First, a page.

Hip implants are artificial medical devices, recommended to patients with limited mobility. Hip replacements are also used to treat bone disorders and provide relief from arthritic pain and inflammation. Some conditions that may require hip replacement surgery include:
- Femoroacetabular impingement (FAI) – a disorder in which bone overgrowth—called spurs—damages the soft tissues of the hip during movement.
- Dysplasia – a condition in which the hip socket is abnormally shallow. This puts more stress on the labrum to keep the femoral head within the socket, and makes the labrum more susceptible to tearing.
- Synovitis – inflammation of tissue around the joint.
Hip replacements are made from a variety of materials. Metal-on-metal hip replacements have become less prevalent, after resulting in perilous levels of cobalt, chromium and other metal ions in patients’ blood samples. Ceramic replacements may fracture, or squeak. And plastic wear can cause debris and bone loss.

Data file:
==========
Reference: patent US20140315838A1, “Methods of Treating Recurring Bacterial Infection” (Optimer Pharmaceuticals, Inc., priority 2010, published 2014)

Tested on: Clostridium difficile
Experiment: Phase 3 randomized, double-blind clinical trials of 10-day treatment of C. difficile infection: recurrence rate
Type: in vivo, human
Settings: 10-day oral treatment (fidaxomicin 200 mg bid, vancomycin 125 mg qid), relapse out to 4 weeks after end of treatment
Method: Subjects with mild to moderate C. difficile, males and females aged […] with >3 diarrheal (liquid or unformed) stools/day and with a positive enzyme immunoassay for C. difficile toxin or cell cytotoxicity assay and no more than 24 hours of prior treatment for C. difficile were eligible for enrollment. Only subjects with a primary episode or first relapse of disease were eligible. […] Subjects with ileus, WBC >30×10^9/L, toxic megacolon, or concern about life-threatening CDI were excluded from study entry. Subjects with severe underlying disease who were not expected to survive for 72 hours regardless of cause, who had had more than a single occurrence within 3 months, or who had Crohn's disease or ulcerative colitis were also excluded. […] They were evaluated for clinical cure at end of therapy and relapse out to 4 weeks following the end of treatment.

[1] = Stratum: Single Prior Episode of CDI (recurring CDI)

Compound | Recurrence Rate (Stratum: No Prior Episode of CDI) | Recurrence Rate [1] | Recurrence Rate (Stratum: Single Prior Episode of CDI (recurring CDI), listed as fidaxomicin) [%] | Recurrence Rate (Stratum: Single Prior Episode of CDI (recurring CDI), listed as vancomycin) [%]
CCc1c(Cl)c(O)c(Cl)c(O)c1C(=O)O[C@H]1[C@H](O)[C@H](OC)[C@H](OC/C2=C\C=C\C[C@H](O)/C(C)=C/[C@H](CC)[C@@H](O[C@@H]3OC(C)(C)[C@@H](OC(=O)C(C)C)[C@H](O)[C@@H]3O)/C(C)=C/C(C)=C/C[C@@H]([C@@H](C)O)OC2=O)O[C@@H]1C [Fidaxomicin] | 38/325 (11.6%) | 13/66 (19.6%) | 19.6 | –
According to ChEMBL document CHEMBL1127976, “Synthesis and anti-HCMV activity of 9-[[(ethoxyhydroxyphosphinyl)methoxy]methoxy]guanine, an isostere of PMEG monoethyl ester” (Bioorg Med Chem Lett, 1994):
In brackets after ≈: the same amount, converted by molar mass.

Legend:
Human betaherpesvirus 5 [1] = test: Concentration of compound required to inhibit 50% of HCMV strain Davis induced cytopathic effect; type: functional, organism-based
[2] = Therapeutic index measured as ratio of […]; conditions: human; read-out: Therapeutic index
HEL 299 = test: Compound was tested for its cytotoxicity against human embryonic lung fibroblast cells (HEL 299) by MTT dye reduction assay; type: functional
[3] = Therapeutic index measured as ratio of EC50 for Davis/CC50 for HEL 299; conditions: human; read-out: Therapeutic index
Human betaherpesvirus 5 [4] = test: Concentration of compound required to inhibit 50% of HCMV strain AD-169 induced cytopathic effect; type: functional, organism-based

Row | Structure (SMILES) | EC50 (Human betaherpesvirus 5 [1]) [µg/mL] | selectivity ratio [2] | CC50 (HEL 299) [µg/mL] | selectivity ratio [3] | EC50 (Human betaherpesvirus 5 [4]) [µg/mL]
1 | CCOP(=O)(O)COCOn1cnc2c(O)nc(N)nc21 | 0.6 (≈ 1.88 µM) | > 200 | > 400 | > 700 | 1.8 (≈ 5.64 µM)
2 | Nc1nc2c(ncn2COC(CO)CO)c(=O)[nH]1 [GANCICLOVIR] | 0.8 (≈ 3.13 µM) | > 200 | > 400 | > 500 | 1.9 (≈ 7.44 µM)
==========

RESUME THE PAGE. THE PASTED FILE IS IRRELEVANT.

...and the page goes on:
Types of Hip Replacments
Hip implants may loosen, fracture, dislocate or disintegrate, but metal-on-metal hip replacements have been associated with the most complications. Adverse reactions to hip replacements may occur during or immediately after the surgery. Some side effects may not develop until three months, or more, has passed.
Metal-on-metal hip implants may cause tissue damage before symptoms are present. Common side effects of hip replacements may include:
- Metallosis and infection
- General hypersensitivity reaction (skin rash)
- Neurological changes including sensory changes (auditory, or visual impairments)
- Psychological status change (including depression or cognitive impairment)
- Renal function impairment
- Thyroid dysfunction (including neck discomfort, fatigue, weight gain or feeling cold
- Heterotopic ossification (soft tissue becoming calcified)
- Avascular necrosis (bone death)